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This is a follow-up to the discussion in this post. I am not sure how to ask the follow-up question in a 2-month-old thread; so I apologize if there is a better way.

Anyway, to reiterate I have an ASP.NET MVC Edit form, and one of the fields is a select list. I get the values fine, but I am having trouble to update the primary entity after Post. Obviously, I have the key to the lookup entity, but it seems crazy to have to load all lookups. So, the suggested solution is entity reference

For clarity, let's say I have a customer as main entity, and title (Mr / Mrs / Dr, etc.) as the lookup.

So, the link above suggests the following:

customer.TitleReference.EntityKey = new EntityKey("MyEntities.Titles", "Id", 
    Int32.Parse(formData["personTitle"]);

So far, so good. I assign the entity key (and I see in the debugger that is indeed what I expect). But I can't figure out how to get the new value saved along with other customer fields. I am doing the following:

var originalCustomer = (from c in MyEntities.Customers
    where c.Id = customer.Id select c).first();
MyEntities.ApplyPropertyChanges(originalCustomer.EntityKey.EntitySetName, 
    customer); 

This updates all customer fields, except for lookups. Intuitively, it is (somewhat) understandable, since if I specify originalCustomer.EntityKey.EntitySetName, ApplyPropertyChanges ignores originalCustomer.TitleReference.EntityKey.EntitySetName.

But if I do specify originalCustomer.TitleReference.EntityKey.EntitySetName, runtime complains that the entity is null (which is also understandable, since I didn't assign anything to the entity; only to entity reference.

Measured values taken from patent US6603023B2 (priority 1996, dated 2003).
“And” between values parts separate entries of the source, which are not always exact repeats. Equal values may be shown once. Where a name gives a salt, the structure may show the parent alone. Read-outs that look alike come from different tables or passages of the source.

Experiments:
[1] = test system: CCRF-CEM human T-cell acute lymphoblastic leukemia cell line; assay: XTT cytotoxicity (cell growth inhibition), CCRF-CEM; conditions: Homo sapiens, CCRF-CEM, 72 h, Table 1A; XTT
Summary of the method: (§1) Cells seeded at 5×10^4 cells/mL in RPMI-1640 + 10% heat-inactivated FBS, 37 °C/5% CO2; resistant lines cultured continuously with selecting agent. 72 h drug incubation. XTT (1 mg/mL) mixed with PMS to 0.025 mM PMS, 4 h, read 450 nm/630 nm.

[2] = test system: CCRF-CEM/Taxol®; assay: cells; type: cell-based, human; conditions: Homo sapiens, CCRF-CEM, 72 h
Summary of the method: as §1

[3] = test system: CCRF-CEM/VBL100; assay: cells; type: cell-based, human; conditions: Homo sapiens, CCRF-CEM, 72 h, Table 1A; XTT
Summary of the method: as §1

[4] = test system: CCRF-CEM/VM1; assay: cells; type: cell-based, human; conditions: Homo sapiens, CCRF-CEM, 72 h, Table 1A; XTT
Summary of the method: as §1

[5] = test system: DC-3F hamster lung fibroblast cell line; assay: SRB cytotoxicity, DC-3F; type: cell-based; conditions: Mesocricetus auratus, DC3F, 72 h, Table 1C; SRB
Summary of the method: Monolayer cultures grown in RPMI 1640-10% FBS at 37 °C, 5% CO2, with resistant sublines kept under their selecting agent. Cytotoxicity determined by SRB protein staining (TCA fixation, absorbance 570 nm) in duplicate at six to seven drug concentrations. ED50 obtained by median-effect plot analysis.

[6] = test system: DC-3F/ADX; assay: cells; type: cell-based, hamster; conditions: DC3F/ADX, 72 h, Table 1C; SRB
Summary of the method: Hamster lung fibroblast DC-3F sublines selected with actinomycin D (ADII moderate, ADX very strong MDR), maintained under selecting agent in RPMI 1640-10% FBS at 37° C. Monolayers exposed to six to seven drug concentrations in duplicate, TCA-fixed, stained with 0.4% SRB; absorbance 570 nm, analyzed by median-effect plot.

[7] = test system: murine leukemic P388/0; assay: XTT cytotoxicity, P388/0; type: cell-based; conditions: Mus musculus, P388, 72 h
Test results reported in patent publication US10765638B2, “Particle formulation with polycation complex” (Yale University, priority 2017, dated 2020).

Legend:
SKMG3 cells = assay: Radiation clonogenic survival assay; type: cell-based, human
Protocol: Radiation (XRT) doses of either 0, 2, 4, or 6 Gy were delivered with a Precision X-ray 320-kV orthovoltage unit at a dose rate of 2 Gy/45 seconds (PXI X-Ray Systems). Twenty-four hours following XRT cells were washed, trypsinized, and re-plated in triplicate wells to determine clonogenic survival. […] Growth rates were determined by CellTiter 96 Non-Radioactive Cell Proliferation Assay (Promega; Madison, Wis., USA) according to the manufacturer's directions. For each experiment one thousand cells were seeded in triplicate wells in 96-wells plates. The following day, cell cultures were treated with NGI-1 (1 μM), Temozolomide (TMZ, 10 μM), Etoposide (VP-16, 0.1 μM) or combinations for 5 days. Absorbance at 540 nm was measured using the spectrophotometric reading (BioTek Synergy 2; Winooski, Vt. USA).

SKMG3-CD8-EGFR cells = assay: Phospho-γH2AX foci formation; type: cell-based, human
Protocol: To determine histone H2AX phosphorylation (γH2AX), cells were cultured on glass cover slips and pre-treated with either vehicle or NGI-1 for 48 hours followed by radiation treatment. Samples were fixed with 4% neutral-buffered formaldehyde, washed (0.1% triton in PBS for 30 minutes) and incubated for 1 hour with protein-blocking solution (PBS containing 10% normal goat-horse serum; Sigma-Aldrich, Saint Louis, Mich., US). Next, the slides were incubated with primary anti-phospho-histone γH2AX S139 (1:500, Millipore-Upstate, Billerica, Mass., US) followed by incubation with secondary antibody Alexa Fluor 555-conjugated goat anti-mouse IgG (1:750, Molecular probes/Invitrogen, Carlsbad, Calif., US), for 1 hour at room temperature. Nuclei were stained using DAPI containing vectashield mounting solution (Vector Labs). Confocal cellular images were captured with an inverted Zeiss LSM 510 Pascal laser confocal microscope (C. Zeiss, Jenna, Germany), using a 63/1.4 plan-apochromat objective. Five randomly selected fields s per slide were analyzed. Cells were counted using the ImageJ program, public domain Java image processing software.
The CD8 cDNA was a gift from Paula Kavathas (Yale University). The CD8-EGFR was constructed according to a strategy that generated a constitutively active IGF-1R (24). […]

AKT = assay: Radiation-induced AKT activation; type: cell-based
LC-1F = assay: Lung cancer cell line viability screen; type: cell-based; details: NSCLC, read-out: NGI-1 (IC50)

As is probably obvious, I am going circles around what seems to be quite straightforward situation. However, I can't find any tutorials that cover it (which is strange in itself).

Furthermore, I have a more complex problem... the customer may have multiple addresses and the address has state... hopefully, once I figure out the titles - I can extrapolate.

By the way, the example (customer - title - address) is fictitious; but it models the problem quite well.

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1 Answer 1

up vote 3 down vote accepted

This should work:

var originalCustomer = (from c in MyEntities.Customers
    where c.Id = customer.Id select c).First();

originalCustomer.TitleReference.EntityKey = new EntityKey("MyEntities.Titles", "Id", 
    Int32.Parse(formData["personTitle"]);

context.SaveChanges()
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I get an error: **The member with identity 'MyEntities' does not exist in the metadata collection. Parameter name: identity ** in the EntityKey assignment... Unfortunately, I feel that I am at the point of diminishing return (aka wasting time). I read in several places that EF4 is going to be much better; so I will probably load the lookup objects (which already works) and wait until spring for better solution –  Felix Dec 31 '09 at 20:49
    
@Felix: You have to provide name in EntityContainerName.EntitySetName (e.g. ShopEntities.TitleSet). Did you provide correct name? –  LukLed Jan 1 '10 at 15:30
    
I am pretty sure I did... In fact, to avoid even the chance of typo, I typed (in an empty space) MyEntities, and then let Intellisense fill Titles for me, and then just cut'n'paste inside the quotes. Of course, it leaves the possibility that I am typing the wrong name - but it is the existing name for sure. So - beats me! –  Felix Jan 1 '10 at 21:55
1  
Is MyEntities = new MyEntities() or MyEntities = new SomethingElseEntities()? If second, you should write SomethingElseEntities.TitleSet. –  LukLed Jan 1 '10 at 22:32
    
That was it! Now, half of my brain is thinking "I am stupid"; and another is thinking "I think I was scouring both the manual and Google for this and couldn't find anything. Am I doing something very unusual, or I missed something obvious?! –  Felix Jan 2 '10 at 0:00
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